I can’t think of a better way and a more caring environment for speakers of ESL, ECL and native English speakers alike to build up your confidence. Find a branch near you and check it out.

And don’t forget to watch this week’s One-Minute Words on The Canadian Pronunciation Coach YouTube channel

Thoughts on coaches as “motivators”

coach-motivators

There can be so many different factors that affect intelligibility. It’s a combination of  incorrect pronunciation of words, rhythm, intonation, volume, word stress ….

So how do we “measure out” corrections when we have limited hours with clients and so much we all want to achieve? Give too many, too quickly, too soon, too forcefully, and it’s easy to overwhelm and discourage.

Our clients are often busy people with careers and families. They’re also, often, successful, hard-working and tired. Though we think that age brings patience, often successful people are proud and confident of their achievements. High achievers can also get discouraged in a new endeavour that demands changes to entrenched habits tied into their identity.

We need to be mindful and ready to adapt to their needs. Less can be more.

And we need to model and motivate.

We want them to look forward to these “extracurricular” studies. We want to motivate them to practise wherever they can, with whatever time they have. In some ways, as demanding as learning new communication skills can be, our classes and their individual practice can be a beautiful refuge from the pressures of workplace and family.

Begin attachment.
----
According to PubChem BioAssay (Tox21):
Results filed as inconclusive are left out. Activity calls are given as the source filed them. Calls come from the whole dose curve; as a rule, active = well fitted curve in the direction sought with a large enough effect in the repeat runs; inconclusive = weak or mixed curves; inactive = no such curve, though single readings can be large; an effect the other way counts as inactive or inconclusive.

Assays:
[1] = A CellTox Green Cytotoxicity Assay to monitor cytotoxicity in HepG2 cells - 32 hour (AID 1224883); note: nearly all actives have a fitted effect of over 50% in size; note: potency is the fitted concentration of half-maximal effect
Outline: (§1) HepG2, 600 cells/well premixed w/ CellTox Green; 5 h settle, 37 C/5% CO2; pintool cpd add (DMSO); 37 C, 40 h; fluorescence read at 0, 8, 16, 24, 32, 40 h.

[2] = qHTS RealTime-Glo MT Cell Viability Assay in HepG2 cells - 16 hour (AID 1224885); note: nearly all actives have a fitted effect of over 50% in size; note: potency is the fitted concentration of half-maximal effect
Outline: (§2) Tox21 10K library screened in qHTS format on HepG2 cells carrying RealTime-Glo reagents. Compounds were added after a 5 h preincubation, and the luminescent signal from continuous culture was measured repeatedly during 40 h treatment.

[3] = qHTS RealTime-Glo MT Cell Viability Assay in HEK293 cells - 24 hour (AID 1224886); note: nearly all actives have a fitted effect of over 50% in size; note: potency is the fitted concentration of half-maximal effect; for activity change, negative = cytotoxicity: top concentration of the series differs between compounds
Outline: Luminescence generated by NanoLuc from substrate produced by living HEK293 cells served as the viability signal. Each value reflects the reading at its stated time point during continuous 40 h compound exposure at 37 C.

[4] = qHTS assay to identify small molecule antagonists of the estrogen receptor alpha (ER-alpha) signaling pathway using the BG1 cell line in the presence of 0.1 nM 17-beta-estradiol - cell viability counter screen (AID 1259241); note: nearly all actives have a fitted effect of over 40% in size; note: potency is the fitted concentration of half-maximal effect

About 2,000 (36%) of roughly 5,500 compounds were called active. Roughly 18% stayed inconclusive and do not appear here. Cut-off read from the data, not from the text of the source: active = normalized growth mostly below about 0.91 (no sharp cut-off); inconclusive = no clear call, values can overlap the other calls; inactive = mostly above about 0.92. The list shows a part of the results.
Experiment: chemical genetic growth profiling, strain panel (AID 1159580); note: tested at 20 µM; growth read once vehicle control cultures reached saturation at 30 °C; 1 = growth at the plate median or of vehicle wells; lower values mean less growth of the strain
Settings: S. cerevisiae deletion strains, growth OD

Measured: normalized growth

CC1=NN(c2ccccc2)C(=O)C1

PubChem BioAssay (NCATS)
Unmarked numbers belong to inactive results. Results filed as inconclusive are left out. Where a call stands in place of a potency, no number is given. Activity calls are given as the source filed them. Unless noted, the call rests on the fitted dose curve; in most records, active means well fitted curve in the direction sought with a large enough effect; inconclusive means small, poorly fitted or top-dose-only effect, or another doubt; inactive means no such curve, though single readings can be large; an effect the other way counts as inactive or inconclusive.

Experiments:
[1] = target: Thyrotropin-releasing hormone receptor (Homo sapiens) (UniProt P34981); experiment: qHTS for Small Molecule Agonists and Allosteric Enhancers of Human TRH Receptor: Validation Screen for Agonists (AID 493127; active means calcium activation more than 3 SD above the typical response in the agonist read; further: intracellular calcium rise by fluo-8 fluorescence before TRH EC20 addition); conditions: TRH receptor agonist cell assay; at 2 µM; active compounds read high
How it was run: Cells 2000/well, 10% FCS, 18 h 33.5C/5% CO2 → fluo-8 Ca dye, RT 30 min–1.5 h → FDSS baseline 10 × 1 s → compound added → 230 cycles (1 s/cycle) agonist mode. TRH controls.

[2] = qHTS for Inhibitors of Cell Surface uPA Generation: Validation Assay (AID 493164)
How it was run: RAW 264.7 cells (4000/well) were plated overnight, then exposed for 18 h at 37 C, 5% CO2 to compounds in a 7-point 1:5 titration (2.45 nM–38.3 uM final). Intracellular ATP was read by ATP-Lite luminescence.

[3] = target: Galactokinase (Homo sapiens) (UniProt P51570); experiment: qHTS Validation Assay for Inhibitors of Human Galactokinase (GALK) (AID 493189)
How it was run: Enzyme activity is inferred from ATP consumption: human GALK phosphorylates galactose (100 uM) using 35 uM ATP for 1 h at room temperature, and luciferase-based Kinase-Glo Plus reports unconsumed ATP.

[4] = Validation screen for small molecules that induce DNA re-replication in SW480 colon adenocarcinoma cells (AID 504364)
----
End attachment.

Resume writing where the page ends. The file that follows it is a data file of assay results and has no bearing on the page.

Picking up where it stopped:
We need to make their classes joyful and uplifting. More than just informative or instructive, we need to energize and encourage.

Whether we’re working with groups or coaching individuals, our exuberance should be infectious and our support –– unambiguous.

Everyone can learn … everyone. If we can help them to be patient and forgiving of themselves. If we can inspire them to adopt realistic expectations. A plateau precedes progress. And the most minuscule improvement is a step forward and deserves celebration.

If we can be coaches and motivators, we can work with a recipe that will fuel the success of our clients.

Your thoughts are most welcome.

Don’t forget to check out this week’s One-Minute Words 

Thoughts on how to let go and speak with passion!

Music and the passionLast week I wrote about the relationship between the music of English and the art of the sale /2018/09/14/thoughts-on-the-music-of-english-and-the-art-of-the-sale/

As you’ve probably figured out, I have a special feeling for the power of music in the English language. The fact is there’s power in the music of every language. But since I coach English-language communication skills, I focus on my native language.

Connecting clients with the rhythm and the melodies of English pulls them into the “spirit” of the language, for sure. But how do we pull them in? How do we help our clients/students to let down their guard and try something that may be entirely new for them?